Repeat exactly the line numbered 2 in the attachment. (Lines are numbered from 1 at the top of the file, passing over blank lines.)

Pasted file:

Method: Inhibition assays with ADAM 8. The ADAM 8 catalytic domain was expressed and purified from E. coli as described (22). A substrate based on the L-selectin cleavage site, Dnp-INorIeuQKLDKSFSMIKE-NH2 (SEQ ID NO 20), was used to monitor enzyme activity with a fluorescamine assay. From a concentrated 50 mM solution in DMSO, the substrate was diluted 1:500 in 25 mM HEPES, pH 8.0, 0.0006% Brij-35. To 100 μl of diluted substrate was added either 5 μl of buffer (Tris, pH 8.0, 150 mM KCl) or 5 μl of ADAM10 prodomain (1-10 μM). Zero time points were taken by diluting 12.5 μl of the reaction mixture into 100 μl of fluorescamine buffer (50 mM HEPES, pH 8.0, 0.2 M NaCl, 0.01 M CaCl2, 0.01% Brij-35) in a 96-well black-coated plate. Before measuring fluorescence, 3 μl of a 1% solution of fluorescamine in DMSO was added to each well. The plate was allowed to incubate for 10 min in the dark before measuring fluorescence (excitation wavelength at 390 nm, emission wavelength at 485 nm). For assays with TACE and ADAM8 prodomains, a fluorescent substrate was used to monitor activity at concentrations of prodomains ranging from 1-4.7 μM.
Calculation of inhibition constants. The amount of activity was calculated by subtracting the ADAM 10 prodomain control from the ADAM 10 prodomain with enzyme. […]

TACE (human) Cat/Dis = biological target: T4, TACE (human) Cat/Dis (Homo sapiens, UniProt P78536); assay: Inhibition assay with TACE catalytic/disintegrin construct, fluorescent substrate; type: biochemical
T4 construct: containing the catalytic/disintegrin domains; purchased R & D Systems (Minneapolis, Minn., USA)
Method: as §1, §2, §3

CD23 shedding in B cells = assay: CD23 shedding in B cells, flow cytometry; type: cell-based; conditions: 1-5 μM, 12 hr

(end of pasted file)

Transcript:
Calculation of inhibition constants. The amount of activity was calculated by subtracting the ADAM 10 prodomain control from the ADAM 10 prodomain with enzyme. […]